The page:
These are the documents that a remote worker can submit in image form via e-mail or other means without the requirement of turning them over in person. Once an employer receives the documents, it has three business days to turn them over as part of a completed I-9. Furthermore “Employers also should enter ‘COVID-19’ as the reason for the physical inspection delay in the Section 2 Additional Information field once physical inspection takes place after normal operations resume.” In other words, once the remote worker resumes work on-site, they will be required to provide the necessary documents in person.
Employers who avail themselves of this option [of using images of noninspected documents] must provide written documentation of their remote onboarding and telework policy for each employee. Once normal operations resume, all employees who were onboarded using remote verification, must report to their employer within three business days for in-person verification of identity and employment eligibility documentation for Form I-9, Employment Eligibility Verification.
This means that on-site hires must provide documentation for in-person inspection within three days. The exception applies only to those workers onboarded or quarantined remotely. The agency has extended permission for remote Form I-9 document review until January 31, 2021.
Trump Loses in Court on Executive Order 13950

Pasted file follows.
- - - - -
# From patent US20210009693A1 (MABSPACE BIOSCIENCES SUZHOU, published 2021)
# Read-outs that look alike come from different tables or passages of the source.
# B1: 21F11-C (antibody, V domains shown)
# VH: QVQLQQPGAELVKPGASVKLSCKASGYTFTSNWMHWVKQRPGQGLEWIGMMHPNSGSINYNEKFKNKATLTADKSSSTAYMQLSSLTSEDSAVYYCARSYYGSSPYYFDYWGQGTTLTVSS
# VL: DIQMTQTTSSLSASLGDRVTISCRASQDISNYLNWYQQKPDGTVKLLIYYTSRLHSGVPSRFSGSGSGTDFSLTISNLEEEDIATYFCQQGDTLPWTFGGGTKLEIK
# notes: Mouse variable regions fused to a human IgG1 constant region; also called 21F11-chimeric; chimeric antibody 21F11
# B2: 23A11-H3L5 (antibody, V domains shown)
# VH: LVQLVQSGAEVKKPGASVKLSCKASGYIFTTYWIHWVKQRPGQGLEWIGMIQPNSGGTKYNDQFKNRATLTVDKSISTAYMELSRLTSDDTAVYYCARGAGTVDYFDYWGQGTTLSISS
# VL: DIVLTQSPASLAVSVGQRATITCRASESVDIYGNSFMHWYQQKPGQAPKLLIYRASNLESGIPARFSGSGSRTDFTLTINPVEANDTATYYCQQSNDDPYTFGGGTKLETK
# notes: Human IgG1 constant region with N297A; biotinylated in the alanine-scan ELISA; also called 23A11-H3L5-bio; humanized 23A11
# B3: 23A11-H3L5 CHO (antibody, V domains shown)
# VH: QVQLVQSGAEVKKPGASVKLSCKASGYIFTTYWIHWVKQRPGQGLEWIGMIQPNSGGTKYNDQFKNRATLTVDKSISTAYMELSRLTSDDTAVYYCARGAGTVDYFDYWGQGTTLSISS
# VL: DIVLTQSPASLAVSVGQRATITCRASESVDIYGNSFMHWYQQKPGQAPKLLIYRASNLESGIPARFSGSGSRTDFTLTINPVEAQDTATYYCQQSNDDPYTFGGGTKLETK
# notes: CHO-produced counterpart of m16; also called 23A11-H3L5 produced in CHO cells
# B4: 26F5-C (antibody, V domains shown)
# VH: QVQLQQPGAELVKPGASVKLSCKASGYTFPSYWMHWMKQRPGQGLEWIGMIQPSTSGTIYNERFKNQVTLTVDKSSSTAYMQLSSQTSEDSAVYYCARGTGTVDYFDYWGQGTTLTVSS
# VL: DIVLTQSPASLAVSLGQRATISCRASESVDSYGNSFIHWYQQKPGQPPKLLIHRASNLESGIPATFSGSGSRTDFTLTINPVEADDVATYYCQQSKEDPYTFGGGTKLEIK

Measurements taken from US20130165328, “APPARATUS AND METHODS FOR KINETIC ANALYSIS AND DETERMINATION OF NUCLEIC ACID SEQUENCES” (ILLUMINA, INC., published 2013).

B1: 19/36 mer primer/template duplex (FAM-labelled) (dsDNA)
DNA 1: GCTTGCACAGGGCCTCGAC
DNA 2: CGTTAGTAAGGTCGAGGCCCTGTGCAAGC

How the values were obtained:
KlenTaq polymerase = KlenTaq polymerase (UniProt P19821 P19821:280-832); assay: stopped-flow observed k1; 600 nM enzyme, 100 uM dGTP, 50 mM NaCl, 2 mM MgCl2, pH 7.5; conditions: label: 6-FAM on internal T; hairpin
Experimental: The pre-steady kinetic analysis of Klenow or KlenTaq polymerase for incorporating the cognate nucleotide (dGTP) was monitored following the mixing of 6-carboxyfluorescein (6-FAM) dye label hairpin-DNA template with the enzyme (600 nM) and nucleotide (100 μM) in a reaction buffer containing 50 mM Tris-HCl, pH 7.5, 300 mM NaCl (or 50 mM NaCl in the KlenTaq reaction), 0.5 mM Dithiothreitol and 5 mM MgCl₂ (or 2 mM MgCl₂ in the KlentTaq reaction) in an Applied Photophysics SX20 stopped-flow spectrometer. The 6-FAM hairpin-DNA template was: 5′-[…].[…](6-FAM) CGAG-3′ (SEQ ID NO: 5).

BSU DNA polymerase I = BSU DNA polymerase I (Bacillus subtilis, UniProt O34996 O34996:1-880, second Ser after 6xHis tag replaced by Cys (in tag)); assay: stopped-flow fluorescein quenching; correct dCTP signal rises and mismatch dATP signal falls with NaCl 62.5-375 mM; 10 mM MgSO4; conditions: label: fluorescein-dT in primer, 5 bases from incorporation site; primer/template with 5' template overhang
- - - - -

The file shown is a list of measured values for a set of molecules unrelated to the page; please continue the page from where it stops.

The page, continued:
Recently, in Santa Cruz Lesbian and Gay Community Center, et al. v. Donald J. Trump, et al., a judge issued an order halting implementation of Executive Order 13950. This controversial order affected diversity training in the federal workplace, including contractors. In its preamble the order says of an ideology that it says is gaining ground:
This ideology is rooted in the pernicious and false belief that America is an irredeemably racist and sexist country; that some people, simply on account of their race or sex, are oppressors; and that racial and sexual identities are more important than our common status as human beings and Americans.
In Section 4 of the order appears the following language:
The contractor shall not use any workplace training that inculcates in its employees any form of race or sex stereotyping or any form of race or sex scapegoating, including the concepts that (a) one race or sex is inherently superior to another race or sex; (b) an individual, by virtue of his or her race or sex, is inherently racist, sexist, or oppressive, whether consciously or unconsciously; (c) an individual should be discriminated against or receive adverse treatment solely or partly because of his or her race or sex; (d) members of one race or sex cannot and should not attempt to treat others without respect to race or sex; (e) an individual’s moral character is necessarily determined by his or her race or sex; (f) an individual, by virtue of his or her race or sex, bears responsibility for actions committed in the past by other members of the same race or sex; (g) any individual should feel discomfort, guilt, anguish, or any other form of psychological distress on account of his or her race or sex; or (h) meritocracy or traits such as a hard work ethic are racist or sexist, or were created by a particular race to oppress another race.
Needless to say, this language has raised concern among many who see it as an attempt to shut down diversity training, not so much through direct contradiction but by intimidation. A judge has agreed to halt implementation of the order until arguments can be heard.
ICE has extended its exception to the rule that in-person inspection of eligibility documents take place with all new hires. If a worker is onboarded remotely, they may submit documentation in images. This extension lasts until January 31, 2021. Also, President Trump’s controversial Executive Order 13950 has been halted by a court. Diversity trainers can continue to teach without worrying about violating the order.